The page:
Within four hours, an agreement was finally reached. The three main right-wing parties have agreed to field common candidates in the 221 first-past-the-post constituencies, making them virtually unbeatable against a divided left. They also decided to unite behind the leader who would get the most votes. Civil servants were sent to draw up a common manifesto.

When he finally left late in the evening, League number two Giancarlo Giorgetti called the deal a « miracle ».

‘A miracle’

In many ways, the summit marked Meloni’s first premiership victory and effectively crowned her as a leader of the right. It was a stunning achievement for the leader of a party that won just 4% of the vote in the 2018 election. The deal was « a stepping stone for Meloni’s leadership », wrote political commentator Marcello Sorgi , in an editorial in La Stampa.

Enrico Letta, leader of the Democrats, said the meeting was historic for the wrong reasons: « Berlusconi and Salvini basically decided to become partisans and put themselves in Meloni’s hands for good. »

Meloni’s recognition as a leader helped her rise in the polls during the campaign, while halting the growth of her allies, said Pierluigi Testa of the Trinita dei Monti think tank in Rome. « It cemented his leadership. »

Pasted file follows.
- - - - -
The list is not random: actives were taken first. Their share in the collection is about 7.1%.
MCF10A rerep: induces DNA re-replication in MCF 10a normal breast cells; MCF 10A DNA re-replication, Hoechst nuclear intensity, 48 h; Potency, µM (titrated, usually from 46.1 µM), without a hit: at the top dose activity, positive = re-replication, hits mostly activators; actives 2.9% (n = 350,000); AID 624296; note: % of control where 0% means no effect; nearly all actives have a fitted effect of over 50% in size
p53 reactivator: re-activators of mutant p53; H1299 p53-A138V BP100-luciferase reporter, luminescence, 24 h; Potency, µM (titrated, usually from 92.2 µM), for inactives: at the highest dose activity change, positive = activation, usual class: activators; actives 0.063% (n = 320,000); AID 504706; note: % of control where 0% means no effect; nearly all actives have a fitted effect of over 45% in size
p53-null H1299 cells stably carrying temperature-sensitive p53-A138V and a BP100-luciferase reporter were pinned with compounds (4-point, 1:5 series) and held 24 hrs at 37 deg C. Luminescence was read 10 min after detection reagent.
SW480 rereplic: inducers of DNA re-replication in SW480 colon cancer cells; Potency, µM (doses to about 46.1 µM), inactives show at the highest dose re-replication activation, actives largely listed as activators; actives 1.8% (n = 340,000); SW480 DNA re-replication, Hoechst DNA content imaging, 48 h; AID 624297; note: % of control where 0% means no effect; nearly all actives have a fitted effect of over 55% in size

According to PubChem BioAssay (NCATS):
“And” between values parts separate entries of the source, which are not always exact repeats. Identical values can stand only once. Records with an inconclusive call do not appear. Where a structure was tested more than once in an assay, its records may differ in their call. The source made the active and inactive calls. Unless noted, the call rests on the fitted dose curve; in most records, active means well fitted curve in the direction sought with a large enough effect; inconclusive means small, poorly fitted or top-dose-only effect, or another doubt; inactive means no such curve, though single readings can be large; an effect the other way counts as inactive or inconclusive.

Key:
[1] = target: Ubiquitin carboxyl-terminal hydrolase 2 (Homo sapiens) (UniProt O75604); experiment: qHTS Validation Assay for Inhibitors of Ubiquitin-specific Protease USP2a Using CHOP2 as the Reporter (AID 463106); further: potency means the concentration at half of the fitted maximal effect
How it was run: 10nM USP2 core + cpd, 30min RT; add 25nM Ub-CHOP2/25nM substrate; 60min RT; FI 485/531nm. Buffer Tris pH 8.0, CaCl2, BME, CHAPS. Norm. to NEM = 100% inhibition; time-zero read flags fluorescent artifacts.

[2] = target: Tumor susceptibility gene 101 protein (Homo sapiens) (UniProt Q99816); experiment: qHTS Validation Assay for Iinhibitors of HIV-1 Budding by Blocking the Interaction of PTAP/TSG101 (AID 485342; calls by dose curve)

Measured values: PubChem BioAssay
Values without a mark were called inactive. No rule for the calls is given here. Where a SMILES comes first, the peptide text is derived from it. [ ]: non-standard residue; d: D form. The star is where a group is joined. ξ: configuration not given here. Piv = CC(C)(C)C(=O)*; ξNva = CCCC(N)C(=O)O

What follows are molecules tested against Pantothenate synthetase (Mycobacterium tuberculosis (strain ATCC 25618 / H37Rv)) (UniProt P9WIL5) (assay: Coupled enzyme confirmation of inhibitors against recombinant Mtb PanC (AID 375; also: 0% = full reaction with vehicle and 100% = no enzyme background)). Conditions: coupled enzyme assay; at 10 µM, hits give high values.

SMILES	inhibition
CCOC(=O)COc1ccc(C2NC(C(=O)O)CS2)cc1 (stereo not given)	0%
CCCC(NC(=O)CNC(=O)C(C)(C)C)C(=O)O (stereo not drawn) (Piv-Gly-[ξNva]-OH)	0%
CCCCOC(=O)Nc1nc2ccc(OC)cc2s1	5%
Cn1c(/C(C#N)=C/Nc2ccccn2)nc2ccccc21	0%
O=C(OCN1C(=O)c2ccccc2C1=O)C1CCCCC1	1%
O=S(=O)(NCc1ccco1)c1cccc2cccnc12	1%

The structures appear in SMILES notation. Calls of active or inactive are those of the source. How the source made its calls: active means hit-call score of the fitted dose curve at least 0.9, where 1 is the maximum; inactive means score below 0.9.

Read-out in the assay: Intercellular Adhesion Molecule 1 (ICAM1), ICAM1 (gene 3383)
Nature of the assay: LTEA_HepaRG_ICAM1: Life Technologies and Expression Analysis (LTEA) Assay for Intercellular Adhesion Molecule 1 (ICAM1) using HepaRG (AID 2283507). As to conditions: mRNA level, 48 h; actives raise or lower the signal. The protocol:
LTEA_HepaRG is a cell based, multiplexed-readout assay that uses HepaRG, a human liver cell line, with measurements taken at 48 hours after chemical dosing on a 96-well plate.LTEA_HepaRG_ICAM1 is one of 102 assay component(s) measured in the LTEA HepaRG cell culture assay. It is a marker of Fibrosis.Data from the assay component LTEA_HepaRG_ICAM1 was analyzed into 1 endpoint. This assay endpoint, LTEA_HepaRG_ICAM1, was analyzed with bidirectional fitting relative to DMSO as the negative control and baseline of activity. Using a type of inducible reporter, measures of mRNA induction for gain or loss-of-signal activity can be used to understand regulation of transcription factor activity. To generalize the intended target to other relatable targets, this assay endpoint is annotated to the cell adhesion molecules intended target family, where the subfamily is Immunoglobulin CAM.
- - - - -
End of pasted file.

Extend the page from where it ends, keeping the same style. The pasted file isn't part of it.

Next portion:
The agreement was also essential to their victory on the left.

Letta’s goal as Democratic leader was to create a far-reaching leftist alliance, and he had spent a year and a half working to unite his Socialist Democrats and the 5-Star Populist Movement.

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Former Italian Prime Minister Enrico Letta | Eric Piermont/AFP via Getty Images

But their alliance fell apart amid recriminations when the Draghi government collapsed. A separate alliance with the center failed when Letta struck a deal with far-left parties.